Starting a new search engine in the 2010s sounds as absurd as coming out with a new word processor in the 1990s. But DuckDuckGo, which searches using primarily crowdsourced information, is a refreshing throwback to the days before Google got into the business of mining your online habits for Internet gold. The results are fast and relevant, and your data is not tracked.
DuckDuckGo borrows a lot of the look of Google: they even use the “Doodles” idea (today is an illustration of a Duck dressed as Enrico Caruso). Type in a search term, and it looks up an answer. Where they move away from Google is in how they deliver the results. At the top of the page in a box are the results from sites like Wikipedia and Wolfram Alpha. A Wikipedia result will give you a summary of the subject and a link to the wiki page. If you type in a question that Wolfram Alpha could answer, you get your answer in plain text, and a link to the WA source. Under that, you get the more or less standard version of search results.
If you want to restrict your search to a particular site (or even use another search engine), DuckDuckGo has a series of operators they call “!bangs” These work much like the “site:” and “Filetype:” commands you can use on Google.
What’s missing? DuckDuckGo isn’t as robust as the other search giants, and particularly obscure searches can yield only a handful of results (I run into this most often when looking for answers to specific tech problems). When this happens, DDG provides a link to search on Google for more results.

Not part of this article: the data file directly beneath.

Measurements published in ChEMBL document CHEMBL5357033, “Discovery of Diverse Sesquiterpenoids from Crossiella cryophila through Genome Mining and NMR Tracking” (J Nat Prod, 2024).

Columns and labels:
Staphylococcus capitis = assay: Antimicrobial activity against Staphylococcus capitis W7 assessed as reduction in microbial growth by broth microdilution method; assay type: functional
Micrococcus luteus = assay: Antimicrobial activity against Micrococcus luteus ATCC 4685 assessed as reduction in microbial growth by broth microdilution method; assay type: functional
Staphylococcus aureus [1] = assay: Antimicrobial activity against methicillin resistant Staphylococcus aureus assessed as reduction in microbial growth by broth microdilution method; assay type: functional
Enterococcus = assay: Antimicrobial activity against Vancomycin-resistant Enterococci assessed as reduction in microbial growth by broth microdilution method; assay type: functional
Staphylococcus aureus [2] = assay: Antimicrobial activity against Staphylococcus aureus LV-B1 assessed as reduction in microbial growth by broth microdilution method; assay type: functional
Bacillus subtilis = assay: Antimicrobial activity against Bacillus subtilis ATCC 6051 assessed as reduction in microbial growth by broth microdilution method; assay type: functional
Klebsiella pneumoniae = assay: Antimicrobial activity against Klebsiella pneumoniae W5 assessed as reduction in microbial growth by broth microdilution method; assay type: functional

The other thing that’s missing is the tracking. DuckDuckGo doesn’t track your results, nor does it personalize them, nor does it have complicated privacy settings. There are no requests to join Google+, no notifications of who’s added you to a circle, no or any of the other myriad services the big G has evolved into.
I thought DuckDuckGo would be a novelty, but after using it for months I’ve found it to be an immensely satisfying experience. It reminds me of the early days of Google, back when it was the upstart company competing against megalithic companies that wanted to be your “portal” to every aspect of the web.